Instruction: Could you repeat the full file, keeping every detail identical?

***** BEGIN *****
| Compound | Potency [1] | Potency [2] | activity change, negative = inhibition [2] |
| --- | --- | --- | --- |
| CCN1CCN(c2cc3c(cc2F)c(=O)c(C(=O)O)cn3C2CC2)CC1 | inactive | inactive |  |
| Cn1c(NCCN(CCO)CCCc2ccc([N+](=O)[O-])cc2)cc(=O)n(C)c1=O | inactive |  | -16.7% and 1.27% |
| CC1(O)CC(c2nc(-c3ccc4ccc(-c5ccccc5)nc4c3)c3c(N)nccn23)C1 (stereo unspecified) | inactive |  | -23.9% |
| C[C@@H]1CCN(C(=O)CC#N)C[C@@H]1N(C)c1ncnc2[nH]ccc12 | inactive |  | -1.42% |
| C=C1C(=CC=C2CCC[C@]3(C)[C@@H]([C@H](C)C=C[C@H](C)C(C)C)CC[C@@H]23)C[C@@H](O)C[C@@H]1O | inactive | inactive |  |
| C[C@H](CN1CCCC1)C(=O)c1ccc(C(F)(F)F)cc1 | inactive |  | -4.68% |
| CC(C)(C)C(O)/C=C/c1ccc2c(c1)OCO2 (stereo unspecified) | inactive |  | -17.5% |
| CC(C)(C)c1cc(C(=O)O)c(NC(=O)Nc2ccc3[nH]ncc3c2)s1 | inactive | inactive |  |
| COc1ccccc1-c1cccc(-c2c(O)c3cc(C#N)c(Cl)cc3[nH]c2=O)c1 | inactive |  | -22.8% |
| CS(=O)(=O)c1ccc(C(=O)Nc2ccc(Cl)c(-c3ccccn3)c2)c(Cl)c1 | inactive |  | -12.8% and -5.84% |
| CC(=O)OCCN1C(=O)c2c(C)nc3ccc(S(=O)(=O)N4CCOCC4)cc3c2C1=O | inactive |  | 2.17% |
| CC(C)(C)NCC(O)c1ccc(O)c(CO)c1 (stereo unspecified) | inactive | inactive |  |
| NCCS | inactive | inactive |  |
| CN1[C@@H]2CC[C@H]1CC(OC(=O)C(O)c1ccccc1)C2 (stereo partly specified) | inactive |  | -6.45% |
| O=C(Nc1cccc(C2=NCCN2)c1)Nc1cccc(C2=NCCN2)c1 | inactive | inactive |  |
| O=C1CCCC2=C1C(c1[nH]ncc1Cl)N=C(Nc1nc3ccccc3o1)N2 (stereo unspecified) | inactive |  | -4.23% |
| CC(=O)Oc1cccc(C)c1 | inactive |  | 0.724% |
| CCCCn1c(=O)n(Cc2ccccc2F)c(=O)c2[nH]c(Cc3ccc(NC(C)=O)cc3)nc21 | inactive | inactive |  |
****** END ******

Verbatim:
| Compound | Potency [1] | Potency [2] | activity change, negative = inhibition [2] |
| --- | --- | --- | --- |
| CCN1CCN(c2cc3c(cc2F)c(=O)c(C(=O)O)cn3C2CC2)CC1 | inactive | inactive |  |
| Cn1c(NCCN(CCO)CCCc2ccc([N+](=O)[O-])cc2)cc(=O)n(C)c1=O | inactive |  | -16.7% and 1.27% |
| CC1(O)CC(c2nc(-c3ccc4ccc(-c5ccccc5)nc4c3)c3c(N)nccn23)C1 (stereo unspecified) | inactive |  | -23.9% |
| C[C@@H]1CCN(C(=O)CC#N)C[C@@H]1N(C)c1ncnc2[nH]ccc12 | inactive |  | -1.42% |
| C=C1C(=CC=C2CCC[C@]3(C)[C@@H]([C@H](C)C=C[C@H](C)C(C)C)CC[C@@H]23)C[C@@H](O)C[C@@H]1O | inactive | inactive |  |
| C[C@H](CN1CCCC1)C(=O)c1ccc(C(F)(F)F)cc1 | inactive |  | -4.68% |
| CC(C)(C)C(O)/C=C/c1ccc2c(c1)OCO2 (stereo unspecified) | inactive |  | -17.5% |
| CC(C)(C)c1cc(C(=O)O)c(NC(=O)Nc2ccc3[nH]ncc3c2)s1 | inactive | inactive |  |
| COc1ccccc1-c1cccc(-c2c(O)c3cc(C#N)c(Cl)cc3[nH]c2=O)c1 | inactive |  | -22.8% |
| CS(=O)(=O)c1ccc(C(=O)Nc2ccc(Cl)c(-c3ccccn3)c2)c(Cl)c1 | inactive |  | -12.8% and -5.84% |
| CC(=O)OCCN1C(=O)c2c(C)nc3ccc(S(=O)(=O)N4CCOCC4)cc3c2C1=O | inactive |  | 2.17% |
| CC(C)(C)NCC(O)c1ccc(O)c(CO)c1 (stereo unspecified) | inactive | inactive |  |
| NCCS | inactive | inactive |  |
| CN1[C@@H]2CC[C@H]1CC(OC(=O)C(O)c1ccccc1)C2 (stereo partly specified) | inactive |  | -6.45% |
| O=C(Nc1cccc(C2=NCCN2)c1)Nc1cccc(C2=NCCN2)c1 | inactive | inactive |  |
| O=C1CCCC2=C1C(c1[nH]ncc1Cl)N=C(Nc1nc3ccccc3o1)N2 (stereo unspecified) | inactive |  | -4.23% |
| CC(=O)Oc1cccc(C)c1 | inactive |  | 0.724% |
| CCCCn1c(=O)n(Cc2ccccc2F)c(=O)c2[nH]c(Cc3ccc(NC(C)=O)cc3)nc21 | inactive | inactive |  |